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Dictionaries for native speakers don't need to explain everything that a learner's dictionary does. Then why do they list some very basic meanings that even every learner would know? For instance, the word write.

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BulbulTadawrite

Good example. I looked it up and was surprised to find that "writ" is an acceptable past participle even today. You never know what you are going to find.

"writ" is an acceptable past participle even today. Oh really? Emotion: thinking

Do you mean in everyday usage like I have writ a letter to Tom? This doesn't seem acceptable to me

Or are you perhaps thinking of a handful of fixed expressions, eg Politics is war writ large?

Clive

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Clive

"writ" is an acceptable past participle even today. Oh really?

Do you mean in everyday usage like I have writ a letter to Tom? This doesn't seem acceptable to me

Or are you perhaps thinking of a handful of fixed expressions, eg Politics is war writ large?

Clive

I would never use it, and I would call it non-standard, but if I encountered someone who did, I would not be able to say they were wrong to do so after having consulted the dictionary. There are more dialects than I have ever heard, that's for sure. Of course, the fossil is lying around, but the dictionary seems to say it goes beyond that.

Let the fossil lie for a while, please! Would you like to comment on the need for the basic meaning of write included in dictionaries.
BulbulTada Let the fossil lie for a while, please! Would you like to comment on the need for the basic meaning of write included in dictionaries.

I love fossils.

Even an ordinary dictionary is meant to be used by non-native speakers. And where do you draw the line? How about "empirical"? "Capitalism"? "Doldrums"? These are as simple to me as "write" is to others. Look at the everyday word "afford". It has both common uses and uncommon. You just go ahead and be as comprehensive as your budget allows, and you chop off the high end, not the bottom, if you have to. Who needs a definition for "abaxile"?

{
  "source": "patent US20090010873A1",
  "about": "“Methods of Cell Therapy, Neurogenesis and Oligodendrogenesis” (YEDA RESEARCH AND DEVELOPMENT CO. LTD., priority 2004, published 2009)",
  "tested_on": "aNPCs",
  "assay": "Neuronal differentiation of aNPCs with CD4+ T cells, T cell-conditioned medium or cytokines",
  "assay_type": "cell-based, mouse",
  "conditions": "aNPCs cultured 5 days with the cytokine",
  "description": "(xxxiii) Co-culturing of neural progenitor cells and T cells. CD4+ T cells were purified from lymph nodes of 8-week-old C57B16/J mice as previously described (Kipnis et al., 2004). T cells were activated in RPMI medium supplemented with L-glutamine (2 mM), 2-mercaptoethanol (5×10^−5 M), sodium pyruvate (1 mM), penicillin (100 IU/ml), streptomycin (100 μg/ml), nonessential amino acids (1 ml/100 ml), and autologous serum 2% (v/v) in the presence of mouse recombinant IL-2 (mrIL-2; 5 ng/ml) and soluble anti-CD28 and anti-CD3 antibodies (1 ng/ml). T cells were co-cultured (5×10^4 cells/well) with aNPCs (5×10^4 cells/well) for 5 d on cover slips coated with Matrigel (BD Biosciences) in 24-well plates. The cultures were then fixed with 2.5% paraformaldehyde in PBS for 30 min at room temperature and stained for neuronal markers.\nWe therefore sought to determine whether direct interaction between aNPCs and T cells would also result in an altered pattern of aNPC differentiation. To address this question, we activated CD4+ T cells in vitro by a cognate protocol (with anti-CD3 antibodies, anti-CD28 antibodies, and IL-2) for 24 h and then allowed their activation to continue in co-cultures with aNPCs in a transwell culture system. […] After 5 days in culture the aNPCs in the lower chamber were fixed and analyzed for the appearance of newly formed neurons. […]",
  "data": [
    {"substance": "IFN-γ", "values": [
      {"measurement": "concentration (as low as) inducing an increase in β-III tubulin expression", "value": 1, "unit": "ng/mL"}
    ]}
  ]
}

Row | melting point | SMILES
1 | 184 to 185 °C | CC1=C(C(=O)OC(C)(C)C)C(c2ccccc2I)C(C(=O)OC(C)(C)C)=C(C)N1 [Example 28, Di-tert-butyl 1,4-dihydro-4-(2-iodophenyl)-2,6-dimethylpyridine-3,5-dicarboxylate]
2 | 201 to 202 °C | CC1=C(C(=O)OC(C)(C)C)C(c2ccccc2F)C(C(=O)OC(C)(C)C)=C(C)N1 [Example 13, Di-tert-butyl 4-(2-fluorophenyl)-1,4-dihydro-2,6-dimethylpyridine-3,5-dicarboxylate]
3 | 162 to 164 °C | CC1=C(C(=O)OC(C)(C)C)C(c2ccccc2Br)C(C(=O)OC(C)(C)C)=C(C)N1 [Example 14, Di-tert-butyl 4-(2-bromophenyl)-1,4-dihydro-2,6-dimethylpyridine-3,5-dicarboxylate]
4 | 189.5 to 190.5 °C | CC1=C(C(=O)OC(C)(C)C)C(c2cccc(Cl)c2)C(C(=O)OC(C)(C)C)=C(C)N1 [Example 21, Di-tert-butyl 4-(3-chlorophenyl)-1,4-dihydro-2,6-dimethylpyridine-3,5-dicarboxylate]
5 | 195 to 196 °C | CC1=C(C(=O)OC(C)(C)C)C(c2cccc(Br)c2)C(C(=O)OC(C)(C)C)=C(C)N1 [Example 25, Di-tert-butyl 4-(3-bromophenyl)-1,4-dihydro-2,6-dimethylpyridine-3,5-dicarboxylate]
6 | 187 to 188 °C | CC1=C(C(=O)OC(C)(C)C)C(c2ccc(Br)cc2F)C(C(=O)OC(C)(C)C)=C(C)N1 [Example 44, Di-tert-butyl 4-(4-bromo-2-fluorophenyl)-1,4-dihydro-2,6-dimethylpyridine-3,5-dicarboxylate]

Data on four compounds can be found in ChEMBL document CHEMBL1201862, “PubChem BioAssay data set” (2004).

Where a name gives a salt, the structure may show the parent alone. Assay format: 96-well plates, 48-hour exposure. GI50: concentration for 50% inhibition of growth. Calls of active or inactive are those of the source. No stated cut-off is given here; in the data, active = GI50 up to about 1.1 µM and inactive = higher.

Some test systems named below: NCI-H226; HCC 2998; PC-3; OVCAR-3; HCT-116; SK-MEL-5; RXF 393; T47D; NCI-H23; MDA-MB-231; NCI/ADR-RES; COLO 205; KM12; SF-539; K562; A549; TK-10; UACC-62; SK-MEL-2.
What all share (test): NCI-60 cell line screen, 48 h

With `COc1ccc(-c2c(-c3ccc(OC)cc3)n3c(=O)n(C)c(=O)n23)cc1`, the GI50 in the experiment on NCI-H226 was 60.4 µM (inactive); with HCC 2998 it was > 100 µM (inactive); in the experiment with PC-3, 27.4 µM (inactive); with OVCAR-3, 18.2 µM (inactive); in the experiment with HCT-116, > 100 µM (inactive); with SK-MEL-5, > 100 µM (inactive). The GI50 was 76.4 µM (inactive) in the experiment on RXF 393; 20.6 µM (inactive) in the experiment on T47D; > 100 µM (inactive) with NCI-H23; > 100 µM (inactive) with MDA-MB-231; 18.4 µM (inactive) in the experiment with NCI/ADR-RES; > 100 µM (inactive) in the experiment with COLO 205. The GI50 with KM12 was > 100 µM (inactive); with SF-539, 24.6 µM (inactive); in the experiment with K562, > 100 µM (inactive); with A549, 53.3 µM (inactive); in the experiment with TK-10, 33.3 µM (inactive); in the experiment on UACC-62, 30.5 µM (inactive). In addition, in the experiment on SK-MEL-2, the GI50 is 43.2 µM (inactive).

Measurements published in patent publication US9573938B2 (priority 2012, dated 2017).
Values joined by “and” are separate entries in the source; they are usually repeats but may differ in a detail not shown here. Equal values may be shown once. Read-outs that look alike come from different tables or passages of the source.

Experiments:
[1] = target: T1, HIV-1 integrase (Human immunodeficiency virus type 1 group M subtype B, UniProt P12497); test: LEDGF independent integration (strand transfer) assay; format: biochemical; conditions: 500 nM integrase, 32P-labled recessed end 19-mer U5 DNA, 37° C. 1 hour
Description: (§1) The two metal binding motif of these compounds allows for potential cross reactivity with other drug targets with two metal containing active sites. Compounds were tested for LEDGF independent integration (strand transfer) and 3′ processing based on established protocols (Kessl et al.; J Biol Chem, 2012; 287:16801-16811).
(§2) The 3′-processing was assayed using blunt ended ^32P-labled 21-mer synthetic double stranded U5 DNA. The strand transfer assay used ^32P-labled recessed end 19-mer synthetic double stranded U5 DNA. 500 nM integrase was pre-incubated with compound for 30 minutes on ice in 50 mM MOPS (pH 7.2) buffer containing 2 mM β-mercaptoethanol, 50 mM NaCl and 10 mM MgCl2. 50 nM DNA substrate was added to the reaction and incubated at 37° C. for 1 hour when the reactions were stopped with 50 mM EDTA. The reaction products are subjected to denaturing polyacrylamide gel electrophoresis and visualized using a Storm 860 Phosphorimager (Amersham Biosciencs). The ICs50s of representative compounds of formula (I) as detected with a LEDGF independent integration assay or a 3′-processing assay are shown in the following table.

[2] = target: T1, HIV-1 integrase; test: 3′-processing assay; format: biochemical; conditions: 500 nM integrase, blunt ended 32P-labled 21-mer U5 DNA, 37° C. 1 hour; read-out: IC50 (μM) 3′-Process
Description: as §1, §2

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The school dictionary, as well as one big dictionary I referred to have no pronunciation given for the more common words which learners would need. It is given only where they are likely to cause problems for the native speakers. Learner's dictionaries list more number of uses for preposition words, and they must be not quite uncommon ones. A learner's version tend to have less number of words but lists more uses for each word. But as you said, lines have to be drawn somewhere to limit the size and weight. But online dictionaries can have no such limit. Therefore as you said you have to decide and chop off the high end. Thanks for your answer.

Since I see surprise writ large on Clive's face, could you please tell which dictionary describes it as an acceptable past participle even today? Thanks though, your interest in archaic words is appreciable. Perhaps your interest is mine written large!
anonymousI looked it up and was surprised to find that "writ" is an acceptable past participle even today.
Perhaps it is your interpretation of what has been writ in that dictionary. Please copy that comment here so that others may have their interpretations here. Perhaps what they have writ there is it is still valid in the phrase writ large.
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